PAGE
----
Night of “The Thing”

Night of "The Thing"

The aroma of freshly baked banana-nut bread filled the kitchen as my mom pulled another loaf from the oven.

“Hi, Juliana,” she said, smiling at me.

“Wow, more banana bread!” I exclaimed. “What are we going to do with all this?”

She grinned. “I was just going to tell you. I want you to take a loaf to Grandma Jeannie. This recipe made more than I thought it would.”

Our neighbor, whom we all affectionately called Grandma Jeannie, lived just across our backyard. I worked for her sometimes, clearing out weeds and raking leaves.

“All right,” I said. “I’ll go get my flashlight and take the bread right over.”

It was 9:00 p.m. and pitch-black outside. I had a powerful flashlight, though, so I wasn’t worried. I slipped on my shoes and set out confidently.

As soon as I got out of the porch light’s range and turned on my flashlight, however, I discovered I had a problem.

“Oh, no!” I groaned aloud.

I hadn’t used the flashlight in quite a while, and the batteries were really low. The beam of light, if you could call it that, was practically nonexistent.

“Well, at least I won’t have to worry about stepping on a snake,” I told myself cheerfully. “They don’t come out at night, I hope.” (I’ve found that if you’re all alone in the dark, it helps a lot to talk out loud to yourself. You don’t get so edgy that way.)

I started humming the scripture song “Thy Word Is a Lamp Unto My Feet” to keep my spirits up as I gingerly picked my way over the leaf-covered earth. I held the flashlight just a few inches from the ground so I could at least see enough not to step into any, ahem, predigested little “gifts” left by generous squirrels.

I couldn’t see anything in front of me. The flashlight might as well have been turned off. I stooped over farther and held the flashlight even closer to the ground.

It was fortunate that I did, because I would have run into a tree had I not seen a root poking out of the dirt.

“Silly flashlight,” I muttered. I started humming “Thy Word” again. Suddenly I giggled. Now that’s a coincidence. My situation is similar to the song, except I have a flashlight instead of a lamp! I grinned.

I was just about to Grandma Jeannie’s front yard now. I was close enough to see the outline of a rocking chair in front of the only window that had a light turned on.

But suddenly I stopped and listened, holding the flashlight loosely, since it didn’t help at all. What was that strange noise? It sounded like a hundred little animals rushing through the ferns on the front porch!

I listened harder. A second later the rustling stopped, but a weird noise I couldn’t identify started up. Then the rustling started again.

“H-hello?” I called out nervously, taking several hesitant steps forward. “Anyone there?” No answer. The rustling got louder. If this was an animal, it was certainly not a shy one. The pattering continued, as though an army of squirrels were tearing over the front lawn right toward me.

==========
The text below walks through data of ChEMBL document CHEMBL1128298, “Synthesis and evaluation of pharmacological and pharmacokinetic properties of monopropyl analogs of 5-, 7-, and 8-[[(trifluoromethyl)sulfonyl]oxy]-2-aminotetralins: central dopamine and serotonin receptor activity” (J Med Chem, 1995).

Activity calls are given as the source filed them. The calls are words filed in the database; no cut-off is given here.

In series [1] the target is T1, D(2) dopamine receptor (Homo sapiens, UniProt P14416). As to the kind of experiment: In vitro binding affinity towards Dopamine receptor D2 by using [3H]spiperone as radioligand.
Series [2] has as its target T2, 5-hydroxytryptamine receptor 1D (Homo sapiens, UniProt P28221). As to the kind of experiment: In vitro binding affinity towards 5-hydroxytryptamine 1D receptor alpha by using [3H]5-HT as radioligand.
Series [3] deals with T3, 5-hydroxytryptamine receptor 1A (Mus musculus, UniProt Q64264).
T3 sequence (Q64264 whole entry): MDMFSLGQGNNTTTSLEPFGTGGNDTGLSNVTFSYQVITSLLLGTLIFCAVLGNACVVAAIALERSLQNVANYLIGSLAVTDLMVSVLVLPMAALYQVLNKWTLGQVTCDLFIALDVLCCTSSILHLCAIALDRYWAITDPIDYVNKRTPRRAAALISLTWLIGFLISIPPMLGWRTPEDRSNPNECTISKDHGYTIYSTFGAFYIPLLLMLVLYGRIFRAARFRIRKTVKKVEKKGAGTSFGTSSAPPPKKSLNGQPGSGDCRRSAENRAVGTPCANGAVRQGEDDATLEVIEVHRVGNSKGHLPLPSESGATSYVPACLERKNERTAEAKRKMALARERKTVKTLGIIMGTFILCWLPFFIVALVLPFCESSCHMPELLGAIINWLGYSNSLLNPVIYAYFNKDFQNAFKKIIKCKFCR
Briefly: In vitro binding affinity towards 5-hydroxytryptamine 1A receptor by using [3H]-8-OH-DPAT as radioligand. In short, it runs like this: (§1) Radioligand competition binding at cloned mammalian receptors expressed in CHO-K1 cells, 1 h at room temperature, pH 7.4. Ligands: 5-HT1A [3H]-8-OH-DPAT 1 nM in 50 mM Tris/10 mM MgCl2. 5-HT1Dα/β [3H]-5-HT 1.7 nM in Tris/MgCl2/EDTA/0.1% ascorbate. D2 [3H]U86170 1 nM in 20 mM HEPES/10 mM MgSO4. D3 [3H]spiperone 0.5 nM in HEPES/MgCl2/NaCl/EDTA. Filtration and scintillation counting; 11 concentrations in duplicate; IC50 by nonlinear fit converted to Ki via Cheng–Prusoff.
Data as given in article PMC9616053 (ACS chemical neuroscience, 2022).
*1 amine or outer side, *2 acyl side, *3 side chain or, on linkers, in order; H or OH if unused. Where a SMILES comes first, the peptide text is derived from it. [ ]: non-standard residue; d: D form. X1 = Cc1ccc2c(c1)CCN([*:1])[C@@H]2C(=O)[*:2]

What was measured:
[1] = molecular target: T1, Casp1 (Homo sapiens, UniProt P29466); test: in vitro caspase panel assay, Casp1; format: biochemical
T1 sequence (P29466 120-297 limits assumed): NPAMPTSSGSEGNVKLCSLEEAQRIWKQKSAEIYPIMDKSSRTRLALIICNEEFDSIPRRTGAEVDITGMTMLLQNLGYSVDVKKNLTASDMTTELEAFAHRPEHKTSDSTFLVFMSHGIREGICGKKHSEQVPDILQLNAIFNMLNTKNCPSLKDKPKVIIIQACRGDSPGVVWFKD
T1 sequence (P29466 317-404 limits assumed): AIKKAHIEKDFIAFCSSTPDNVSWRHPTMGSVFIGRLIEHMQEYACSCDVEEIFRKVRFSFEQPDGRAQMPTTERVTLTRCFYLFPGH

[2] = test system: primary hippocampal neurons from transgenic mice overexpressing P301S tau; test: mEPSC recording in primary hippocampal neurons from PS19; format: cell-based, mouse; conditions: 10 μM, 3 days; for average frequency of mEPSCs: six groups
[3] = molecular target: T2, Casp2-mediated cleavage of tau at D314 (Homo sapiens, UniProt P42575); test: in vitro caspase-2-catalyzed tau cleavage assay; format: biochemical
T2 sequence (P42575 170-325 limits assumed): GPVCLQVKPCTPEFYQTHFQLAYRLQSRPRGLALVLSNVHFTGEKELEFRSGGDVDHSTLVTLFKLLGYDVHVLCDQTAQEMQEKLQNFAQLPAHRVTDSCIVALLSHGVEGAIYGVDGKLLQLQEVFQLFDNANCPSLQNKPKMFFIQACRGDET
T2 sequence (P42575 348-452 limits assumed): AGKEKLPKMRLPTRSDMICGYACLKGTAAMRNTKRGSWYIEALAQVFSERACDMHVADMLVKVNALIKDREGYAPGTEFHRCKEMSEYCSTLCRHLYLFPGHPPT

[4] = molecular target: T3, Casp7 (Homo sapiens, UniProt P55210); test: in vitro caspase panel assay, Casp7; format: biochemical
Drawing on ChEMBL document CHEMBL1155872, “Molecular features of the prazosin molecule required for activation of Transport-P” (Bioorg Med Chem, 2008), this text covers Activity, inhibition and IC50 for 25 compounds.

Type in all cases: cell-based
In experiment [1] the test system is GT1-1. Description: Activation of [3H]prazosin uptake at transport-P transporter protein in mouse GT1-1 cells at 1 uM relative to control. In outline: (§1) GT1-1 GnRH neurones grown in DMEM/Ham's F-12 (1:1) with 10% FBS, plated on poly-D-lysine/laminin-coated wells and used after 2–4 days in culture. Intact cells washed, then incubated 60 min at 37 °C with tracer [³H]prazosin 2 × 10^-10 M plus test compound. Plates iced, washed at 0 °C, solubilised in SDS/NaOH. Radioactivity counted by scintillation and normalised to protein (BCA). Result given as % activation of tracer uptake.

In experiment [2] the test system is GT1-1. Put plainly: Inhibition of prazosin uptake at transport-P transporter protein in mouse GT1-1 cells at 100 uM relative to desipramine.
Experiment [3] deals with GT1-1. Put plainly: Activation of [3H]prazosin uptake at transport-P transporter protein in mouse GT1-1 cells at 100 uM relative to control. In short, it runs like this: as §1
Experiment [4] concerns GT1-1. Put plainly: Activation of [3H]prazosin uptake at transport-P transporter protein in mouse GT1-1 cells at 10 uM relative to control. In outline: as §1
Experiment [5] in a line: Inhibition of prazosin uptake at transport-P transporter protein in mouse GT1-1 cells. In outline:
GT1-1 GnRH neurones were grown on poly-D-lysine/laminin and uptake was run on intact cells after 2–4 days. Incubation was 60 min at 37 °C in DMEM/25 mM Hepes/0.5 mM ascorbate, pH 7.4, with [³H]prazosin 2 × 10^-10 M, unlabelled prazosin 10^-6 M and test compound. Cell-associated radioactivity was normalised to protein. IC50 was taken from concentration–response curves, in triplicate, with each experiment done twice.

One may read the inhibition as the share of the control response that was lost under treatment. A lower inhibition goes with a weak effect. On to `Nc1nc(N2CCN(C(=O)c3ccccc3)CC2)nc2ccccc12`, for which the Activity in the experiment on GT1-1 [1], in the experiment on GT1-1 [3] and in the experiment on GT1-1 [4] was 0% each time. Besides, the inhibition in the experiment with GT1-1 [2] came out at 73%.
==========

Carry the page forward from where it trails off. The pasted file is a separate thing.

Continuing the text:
“Hellooo?” I called out, growing less brave by the moment. Suddenly something brushed past me.

“Aaahhh!” I screeched, jumping out of the way, nearly sending the banana bread flying.

The noise increased. The thing was coming back! I was just a few feet from Grandma Jeannie’s front porch. I stumbled forward in the dark, gripping the loaf tightly and holding the useless flashlight in front of me, trying in vain to peer ahead into the blackness.

Then something cold and wet struck my face, and I stumbled over something on the ground. I almost fell, but managed to keep my balance and my hold on the banana bread and the flashlight.

I stood for a moment, stunned. Then I started laughing. The thing was heading toward me again, so I jumped out of the way, barely missing being caught by the sprinkler again.

Yes, the sprinkler! The ferocious animal that was going to harass me in the dark, the SWAT team of squirrels coming to attack the giant enemy who was intruding upon their province, the mysterious object that had so terrified me just a few minutes earlier was a lawn sprinkler.

The strange, unidentified sound was the rush of water shooting out of the hose. The rustling was the water shredding the ferns in front of the house.

I managed to compose my face enough to deliver the banana bread. Grandma Jeannie turned on the outside light so I wouldn’t have to worry about the flashlight on the way home.

I started off across the yard, laughing silently as I thought about the episode with the sprinkler and the flashlight. When I was able to stop laughing, I started humming “Thy Word Is a Lamp Unto My Feet” again.

God’s Word is definitely a lamp onto my feet, and, unlike my flashlight, God’s Light never weakens!

Written by Juliana Marin, age 13
Illustrated by Zach Shuta

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Night of “The Thing”

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